What should I do with these fiddlehead ferns?
Does anyone know if you can use any variey of fern fiddleheads. We have them coming up now all over our property and they're all in that fiddlehaed stage. I tried them once from the market and found them bitter so never bought them again, though prbably my fault after reading the posts here. What do you have to look for to know that you have the right kind?
You do have to know which ferns are which. Don't experiment if you're not sure. Some varieties are NOT edible. For edible fiddleheads, the fully grown fern is commonly known around here as an ostrich fern. Big fluffy fronds. There are many many types of ferns so you'll have to do some research.
Here's some reading material on the fiddlehead subject:
Photos, ostrich, bracken, lady and cinnamon:
Gosari Namul (Brakken/Fernbrake/Fern Sprouts)
6 ounces fresh (or refrigerated), or 3 ounces (dried) fern sprouts
2 teaspoons Soy Sauce
1/4 teaspoon sugar*
1 medium Green Onion, chopped
3 cloves garlic
1 teaspoon kkaesoogeum (sesame salt)
1 tablespoon Sesame Oil
* or substitute 1/2 teaspoon brown sugar or 1 1/2 teaspoon honey
For dried fern sprouts
Completely cover with water and soak for 1 hour.
Drain fern sprouts and press out any excess liquid.
For fresh fern sprouts:
Clean thouroughly in cold running water
Bring a pot of water to a full boil.
Place the fern sprouts into the boiling water and boil for two to three minutes.
Remove from heat and immediately rinse under cold running water.
Garlic and Green Onion
Peel and thin slice garlic from top to bottom.
Trim and rinse the green onion, then cut green onion lengthwise from the root end to just above the white portion, and rough chop.
Place 1 1/2 to 2 teaspoons of sesame seeds in a smal pan over low to medium heat and slowly toast until lightly browned, stirring or shaking often.
Crush the toasted seeds and add a dash or two of salt.
Mix all ingredients well and let stand about 15 minutes.
Heat a pan over medium high heat, add seasoned fern sprouts, and stir fry for two to three minutes
I love fiddlehead ferns! Love the way they look, and they have a nice, fresh green flavor. You can use them in any recipe that uses "spring" vegetables like asparagus, ramps, morels, etc. Just toss them in instead of or in addition to another spring vegetable. For example, toss with pasta & morels and ramps or spring onions, or use in a risotto with spring flavors. Once I paired them with sauteed fish and ramps in romesco sauce -- delicious.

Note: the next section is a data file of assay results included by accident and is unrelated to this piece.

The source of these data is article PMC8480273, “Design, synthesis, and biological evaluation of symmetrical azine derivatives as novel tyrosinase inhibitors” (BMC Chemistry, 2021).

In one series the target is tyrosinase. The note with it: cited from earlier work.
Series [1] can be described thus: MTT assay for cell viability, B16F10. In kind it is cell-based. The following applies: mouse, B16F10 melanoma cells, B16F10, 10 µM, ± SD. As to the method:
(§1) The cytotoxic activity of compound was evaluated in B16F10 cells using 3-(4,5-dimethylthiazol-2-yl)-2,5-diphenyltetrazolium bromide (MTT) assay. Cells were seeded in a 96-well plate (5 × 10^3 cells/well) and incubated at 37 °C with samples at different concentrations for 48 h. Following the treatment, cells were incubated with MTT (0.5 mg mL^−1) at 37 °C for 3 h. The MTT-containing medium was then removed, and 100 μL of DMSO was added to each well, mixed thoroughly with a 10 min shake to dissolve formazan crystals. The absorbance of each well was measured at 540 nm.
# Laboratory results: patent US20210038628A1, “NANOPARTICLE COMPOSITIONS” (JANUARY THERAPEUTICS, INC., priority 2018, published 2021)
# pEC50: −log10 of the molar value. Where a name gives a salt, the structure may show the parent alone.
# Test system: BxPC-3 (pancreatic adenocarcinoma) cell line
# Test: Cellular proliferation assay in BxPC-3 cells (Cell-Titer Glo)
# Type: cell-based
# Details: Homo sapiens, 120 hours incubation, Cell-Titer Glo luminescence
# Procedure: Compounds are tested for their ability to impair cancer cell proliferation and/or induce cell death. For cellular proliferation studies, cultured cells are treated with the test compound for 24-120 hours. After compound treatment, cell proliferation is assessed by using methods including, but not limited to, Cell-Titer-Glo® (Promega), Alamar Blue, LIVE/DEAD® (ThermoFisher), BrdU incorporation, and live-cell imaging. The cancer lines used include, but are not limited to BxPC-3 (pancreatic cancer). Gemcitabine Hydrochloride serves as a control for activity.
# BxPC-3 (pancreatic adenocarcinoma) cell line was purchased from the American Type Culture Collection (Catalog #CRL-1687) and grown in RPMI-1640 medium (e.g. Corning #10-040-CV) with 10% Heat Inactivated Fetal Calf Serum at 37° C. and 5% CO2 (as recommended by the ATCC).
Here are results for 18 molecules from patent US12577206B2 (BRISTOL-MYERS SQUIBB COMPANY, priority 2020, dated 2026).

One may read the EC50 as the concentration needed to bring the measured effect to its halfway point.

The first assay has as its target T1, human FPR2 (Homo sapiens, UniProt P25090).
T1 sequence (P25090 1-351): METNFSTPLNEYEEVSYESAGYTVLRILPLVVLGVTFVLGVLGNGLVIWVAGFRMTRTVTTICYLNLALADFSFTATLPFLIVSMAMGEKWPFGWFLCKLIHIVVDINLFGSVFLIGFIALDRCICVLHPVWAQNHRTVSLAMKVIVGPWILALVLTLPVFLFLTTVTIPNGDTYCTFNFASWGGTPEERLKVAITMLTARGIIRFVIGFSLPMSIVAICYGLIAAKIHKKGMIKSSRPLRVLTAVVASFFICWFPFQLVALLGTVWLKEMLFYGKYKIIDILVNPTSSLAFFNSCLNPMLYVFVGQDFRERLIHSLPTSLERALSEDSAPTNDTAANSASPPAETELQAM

And for a totally different take on fiddlehead ferns, one of my books by Alford & Duguid -- maybe Hot Sour Salty Sweet or Beyond the Great Wall -- has a recipe for which one of the variations is made with fiddlehead ferns.
Last week I bought a bunch of fiddleheads at the farmer's market. I steamed them first to kill whatever needs killin' then sauteed them with a little minced onion and butter, added chunks of roasted sweet potato and white beans and tossed it all with an orange sesame dressing. It was really, really good!
Blanch or par-steam them, then saute with lots of onion and bacon. Depending on the size you cut them into and the ratio of fern to bacon and onion, it can stand on its own as a side dish, or can pair well with pasta.
They're not something I really go out of my way for, but they look cool. There are just lots of better-tasting, much cheaper vegetables out there, in my book.
I blanch them, then saute in butter with garlic, season them and hit them with a squirt of lemon. I think they taste a bit like a combo of asparagus/green beans.
You can combine the blanched ferns with a thin pasta, like spaghettini, olive oil, fresh thyme and grated parmesan, or in a combo with asparagus and favas. You can also combine cooked fiddleheads with tomatoes, thinly sliced red onion, roasted red peppers and crumbled goat cheese. Dress with olive oil and balsamic vinegar.
Here's a link for a fiddlehead fern and morel risotto, from Yankee Mangazine in New England, where they know their fiddleheads:
I've cooked a lot of fiddleheads in my life. I've messed with lots of different recipes - but finally settled on one method of preparing them to avoid any bitterness or that overly almost acidic flavour they can sometimes have. First rinse them very well in several changes of water. Generally I fill a sink with cold water, swish the fiddles around and pick them out of the water, leaving the brown bits behind. You may have to do this a couple of times to get them clean. Next, bring a pot of water to a boil. Throw in the fiddles, bring back to a boil for a minute or two and drain completely. After this you can use them in any recipe you like. I usually sautee them with butter or olive oil, salt and pepper. Garlic and/or lemon if I feel like it. Or throw them into a pasta dish or risotto.
The boiling step removes a lot of the raw bitter flavour - the water will become quite dark. I can't tell you what's going on there but whatever it is, it works for me.
Enjoy. I'll be checking my patch tomorrow.
Oh, crap, I did NOT know that and just fed them to my family last week without a thought about done-ness!!! Fortuntely, we all lived. Whew. Thank you SO much for the warning & info!
Hi Cindy! Yeah, I just got them too - @ Kimberton Whole Foods last wk & noticed them there again the day before yesterday. $9.95/lb. I treated them like string beans, more or less: steamed them lightly, then tossed them in olive oil with salt & pepper. They were sort of... aggressively bland when just steamed, but with a light saute in the olive oil/salt/pepper mix, it brought out a certain nuttiness. I also read that a sprinkle of lemon juice is good and after eating them, I think I'd like that, too.